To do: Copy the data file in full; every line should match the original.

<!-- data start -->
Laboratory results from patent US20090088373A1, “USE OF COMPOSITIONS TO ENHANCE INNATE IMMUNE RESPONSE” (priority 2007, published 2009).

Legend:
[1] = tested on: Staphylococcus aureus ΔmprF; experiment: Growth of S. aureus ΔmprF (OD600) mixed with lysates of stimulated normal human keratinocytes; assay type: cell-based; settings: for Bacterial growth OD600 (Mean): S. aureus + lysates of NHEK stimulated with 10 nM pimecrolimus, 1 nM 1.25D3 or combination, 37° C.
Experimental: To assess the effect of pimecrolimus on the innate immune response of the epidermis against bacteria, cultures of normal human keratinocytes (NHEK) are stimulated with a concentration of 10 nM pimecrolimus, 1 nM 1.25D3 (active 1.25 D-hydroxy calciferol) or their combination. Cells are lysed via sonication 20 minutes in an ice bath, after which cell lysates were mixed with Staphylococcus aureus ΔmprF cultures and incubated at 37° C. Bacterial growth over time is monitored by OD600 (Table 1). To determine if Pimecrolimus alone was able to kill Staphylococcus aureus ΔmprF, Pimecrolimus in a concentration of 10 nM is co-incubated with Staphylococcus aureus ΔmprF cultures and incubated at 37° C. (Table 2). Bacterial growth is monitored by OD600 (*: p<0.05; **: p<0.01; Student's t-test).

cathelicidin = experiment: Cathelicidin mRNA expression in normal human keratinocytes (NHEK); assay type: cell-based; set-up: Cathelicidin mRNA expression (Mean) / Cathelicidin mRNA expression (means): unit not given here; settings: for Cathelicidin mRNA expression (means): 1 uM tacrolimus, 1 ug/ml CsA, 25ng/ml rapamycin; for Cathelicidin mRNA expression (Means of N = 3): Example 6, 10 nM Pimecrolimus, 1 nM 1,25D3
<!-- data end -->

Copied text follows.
Laboratory results from patent US20090088373A1, “USE OF COMPOSITIONS TO ENHANCE INNATE IMMUNE RESPONSE” (priority 2007, published 2009).

Legend:
[1] = tested on: Staphylococcus aureus ΔmprF; experiment: Growth of S. aureus ΔmprF (OD600) mixed with lysates of stimulated normal human keratinocytes; assay type: cell-based; settings: for Bacterial growth OD600 (Mean): S. aureus + lysates of NHEK stimulated with 10 nM pimecrolimus, 1 nM 1.25D3 or combination, 37° C.
Experimental: To assess the effect of pimecrolimus on the innate immune response of the epidermis against bacteria, cultures of normal human keratinocytes (NHEK) are stimulated with a concentration of 10 nM pimecrolimus, 1 nM 1.25D3 (active 1.25 D-hydroxy calciferol) or their combination. Cells are lysed via sonication 20 minutes in an ice bath, after which cell lysates were mixed with Staphylococcus aureus ΔmprF cultures and incubated at 37° C. Bacterial growth over time is monitored by OD600 (Table 1). To determine if Pimecrolimus alone was able to kill Staphylococcus aureus ΔmprF, Pimecrolimus in a concentration of 10 nM is co-incubated with Staphylococcus aureus ΔmprF cultures and incubated at 37° C. (Table 2). Bacterial growth is monitored by OD600 (*: p<0.05; **: p<0.01; Student's t-test).

cathelicidin = experiment: Cathelicidin mRNA expression in normal human keratinocytes (NHEK); assay type: cell-based; set-up: Cathelicidin mRNA expression (Mean) / Cathelicidin mRNA expression (means): unit not given here; settings: for Cathelicidin mRNA expression (means): 1 uM tacrolimus, 1 ug/ml CsA, 25ng/ml rapamycin; for Cathelicidin mRNA expression (Means of N = 3): Example 6, 10 nM Pimecrolimus, 1 nM 1,25D3